Many homeowners simply accept the energy running costs of their HVAC systems without complaint. This seems strange because heating and cooling equipment can represent as much as 50% of the energy costs in an average home. For this reason, many people are interested in making energy efficiency improvements to save money. It may be possible to save as much as 20% on your energy costs and any money that you invest may be recouped in a single year. Let’s take a look at five proven HVAC energy saving tips in more detail.
1. Regularly Check the HVAC Filter
If you only do one of the tips on our list, make sure it’s this one. Checking and changing your filter regularly isn’t hard, the full instructions are in your owner’s manual and fresh filters can be very affordable if you buy them in bulk. The filters in your HVAC system have a hard life because air filled with airborne particulates passes through them multiple times every day.
The main purpose of a filter is to protect the sensitive components in your HVAC system. When the surface of the air filter becomes clogged with contaminants, such as: skin cells, dust, hair, pet dander and more, it’s a problem. The airflow is diminished and the system relies on a steady and regular supply of air to run. A clogged filter causes the heating and cooling equipment to work hard to compensate which drives up the energy bills. Another problem is that overworked systems are more prone to failure which can lead to an expensive repair bill.
It’s a great idea to check and change our filter once per month, but if you’ve got pets you may need to change them more often. Switching to an air filter with a higher MERV rating will trap smaller particulates and improve your indoor air quality (IAQ). But, if the MERV rating is too high for your home, it will be hard to push air through the surface which can lead to other problems. If you want to improve your IAQ and energy efficiency with a filter change, contact your local HVAC specialist for expert advice.
2. Invest in a Smart or Programmable Thermostat
The thermostat lies at the heart of your HVAC system and if you’re not getting the best out of this unit the performance and efficiency can be compromised. It doesn’t make much sense to cool or heat your home, when there is nobody home. Older thermostats were controlled via a timer unit that was not a flexible option. Any delays returning home or altering the temperatures remotely was simply not possible.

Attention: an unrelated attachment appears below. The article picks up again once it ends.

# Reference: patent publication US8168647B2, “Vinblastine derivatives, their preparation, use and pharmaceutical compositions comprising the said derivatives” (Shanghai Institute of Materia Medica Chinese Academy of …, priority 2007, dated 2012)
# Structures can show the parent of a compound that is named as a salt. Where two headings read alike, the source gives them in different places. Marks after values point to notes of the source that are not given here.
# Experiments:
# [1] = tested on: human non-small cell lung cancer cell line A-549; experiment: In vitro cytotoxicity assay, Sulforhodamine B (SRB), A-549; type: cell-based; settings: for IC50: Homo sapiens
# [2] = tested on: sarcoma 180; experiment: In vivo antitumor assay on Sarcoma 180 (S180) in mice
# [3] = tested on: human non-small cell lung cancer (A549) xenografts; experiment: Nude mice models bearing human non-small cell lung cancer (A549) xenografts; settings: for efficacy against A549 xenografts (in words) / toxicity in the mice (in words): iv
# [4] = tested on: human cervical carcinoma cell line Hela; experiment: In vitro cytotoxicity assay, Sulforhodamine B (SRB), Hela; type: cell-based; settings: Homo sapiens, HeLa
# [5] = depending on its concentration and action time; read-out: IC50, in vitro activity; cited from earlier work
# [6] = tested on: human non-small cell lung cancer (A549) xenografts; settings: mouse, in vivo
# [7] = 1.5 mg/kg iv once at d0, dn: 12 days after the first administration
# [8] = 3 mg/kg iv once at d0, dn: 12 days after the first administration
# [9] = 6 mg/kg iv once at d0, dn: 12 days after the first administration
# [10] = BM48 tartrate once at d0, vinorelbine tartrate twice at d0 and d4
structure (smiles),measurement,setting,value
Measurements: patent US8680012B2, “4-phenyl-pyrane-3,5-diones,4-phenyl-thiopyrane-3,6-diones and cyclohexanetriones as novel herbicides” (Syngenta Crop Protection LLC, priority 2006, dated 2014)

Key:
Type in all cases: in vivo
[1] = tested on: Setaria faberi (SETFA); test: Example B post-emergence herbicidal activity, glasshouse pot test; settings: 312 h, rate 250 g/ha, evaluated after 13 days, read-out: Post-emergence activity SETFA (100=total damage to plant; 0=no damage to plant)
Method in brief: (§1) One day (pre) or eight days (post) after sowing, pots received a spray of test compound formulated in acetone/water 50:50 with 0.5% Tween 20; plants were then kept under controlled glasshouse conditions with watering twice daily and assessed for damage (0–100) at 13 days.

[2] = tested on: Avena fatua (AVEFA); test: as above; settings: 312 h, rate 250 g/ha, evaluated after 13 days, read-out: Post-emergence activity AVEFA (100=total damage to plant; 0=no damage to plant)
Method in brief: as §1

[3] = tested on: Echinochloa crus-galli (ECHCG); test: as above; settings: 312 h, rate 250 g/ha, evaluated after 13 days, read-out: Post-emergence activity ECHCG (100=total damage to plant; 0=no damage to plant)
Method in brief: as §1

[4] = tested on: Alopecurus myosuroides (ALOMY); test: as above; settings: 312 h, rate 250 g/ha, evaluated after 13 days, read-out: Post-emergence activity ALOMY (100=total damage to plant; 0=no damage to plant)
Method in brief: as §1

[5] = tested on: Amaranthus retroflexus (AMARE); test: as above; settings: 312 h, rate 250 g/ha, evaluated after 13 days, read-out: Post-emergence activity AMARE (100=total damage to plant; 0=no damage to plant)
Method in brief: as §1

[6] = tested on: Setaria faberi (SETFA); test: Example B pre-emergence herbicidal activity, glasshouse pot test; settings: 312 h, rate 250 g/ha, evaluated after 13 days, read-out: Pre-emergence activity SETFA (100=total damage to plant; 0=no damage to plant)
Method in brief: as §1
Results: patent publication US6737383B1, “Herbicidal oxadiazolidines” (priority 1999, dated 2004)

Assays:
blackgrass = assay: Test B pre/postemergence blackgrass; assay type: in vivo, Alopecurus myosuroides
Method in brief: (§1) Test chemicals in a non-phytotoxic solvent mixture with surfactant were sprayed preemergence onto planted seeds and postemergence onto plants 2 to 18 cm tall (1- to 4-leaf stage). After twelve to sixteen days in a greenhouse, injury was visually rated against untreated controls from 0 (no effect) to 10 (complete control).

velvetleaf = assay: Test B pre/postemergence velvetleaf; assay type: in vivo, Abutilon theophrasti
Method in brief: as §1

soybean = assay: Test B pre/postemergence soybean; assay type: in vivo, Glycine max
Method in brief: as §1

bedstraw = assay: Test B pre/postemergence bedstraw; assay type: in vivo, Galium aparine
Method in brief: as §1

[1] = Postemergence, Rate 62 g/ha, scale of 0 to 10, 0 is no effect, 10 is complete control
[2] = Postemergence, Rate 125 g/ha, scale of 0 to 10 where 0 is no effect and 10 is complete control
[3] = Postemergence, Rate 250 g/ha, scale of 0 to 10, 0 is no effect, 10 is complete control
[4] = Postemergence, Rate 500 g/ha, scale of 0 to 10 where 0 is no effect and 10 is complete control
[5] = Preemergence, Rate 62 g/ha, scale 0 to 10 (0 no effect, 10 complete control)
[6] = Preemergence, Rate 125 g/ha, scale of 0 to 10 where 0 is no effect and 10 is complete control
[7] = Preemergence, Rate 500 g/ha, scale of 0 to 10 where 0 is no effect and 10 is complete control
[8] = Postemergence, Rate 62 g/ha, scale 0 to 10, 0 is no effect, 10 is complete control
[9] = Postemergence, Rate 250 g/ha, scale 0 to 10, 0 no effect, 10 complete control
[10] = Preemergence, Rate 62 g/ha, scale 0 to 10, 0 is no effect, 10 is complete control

These days, we are lucky enough to have programmable thermostats that can be set for more precise times. But, the ultimate in control is the smart thermostat that you can control remotely via your favorite mobile device. It’s possible to make changes in real time when you’re not at home, using the Wifi connection. You can monitor a wide variety of HVAC system features and make changes to boost the energy efficiency. If you’re going to get home sooner, you can alter the temperature to ensure that the indoor comfort meets your needs when you return. Experts estimate that the average homeowner can save at least 20% on their energy bills if they install a smart thermostat. But, before you go ahead, check with your local HVAC specialist because some systems are not compatible with smart thermostats.
3. Block Ultraviolet Light
The heat from the sun can be formidable during the hotter months of the year. When hot sunlight streams through a window and you walk into that room, you can feel the heat immediately. The ultraviolet light from the sun can damage your soft furnishings and furniture, but for our purposes, the main concern is the buildup of heat. The sunlight can heat up the contents of the room to change the thermal profile of your home.
When a room is hotter than other areas of the home, there is a reaction from the air conditioner. The AC system will try to compensate by working harder to reduce the heat in that room. When heating or cooling equipment works hard, it’s more prone to failure and it tends to consume more energy at the same time. This drives up the energy bill during the daylight hours and this can really add up over the year.
The solution to this problem is pretty easy. You need to block the sunlight and prevent it from entering your home. The affected rooms should have blinds or drapes at the windows that you can draw during the hottest hours of the day. Outside you can add shade with screens, trees, bushes, and anything else that breaks up the sunlight. Taking these simple steps will protect your AC system and lower your energy bills. It’s also worth noting that taking the opposite of these steps when it’s colder will lower your heating bills. Open up the drapes and blinds and let the sunlight into your home to get some free heating from the sun.
4. Upgrading to a High-Efficiency HVAC System
If you have an HVAC system that’s close to or over 15 years old, it’s likely that your energy bills are higher than they should be. As your heating and cooling equipment ages, it loses efficiency and this is especially true if no regular maintenance has occurred. Switching to a high-efficiency HVAC system with a SEER rating of 16+ will have a dramatic impact on the performance and energy efficiency. Before you make a final choice, contact your local HVAC specialist and they will be happy to help you plan your new systems.
5. Regular Maintenance
Your HVAC system represents a significant investment and it makes sense to care for it in the same way as your car or other big ticket items. We recommend an inspection and tune-up before the start of each heating and cooling season. This will help us to identify smaller issues before they turn into big problems that are expensive to fix. Well maintained equipment is less likely to fail, it may have a longer lifespan and it runs more efficiently.
If you want to schedule some essential maintenance for your HVAC system, contact your local HVAC specialist today.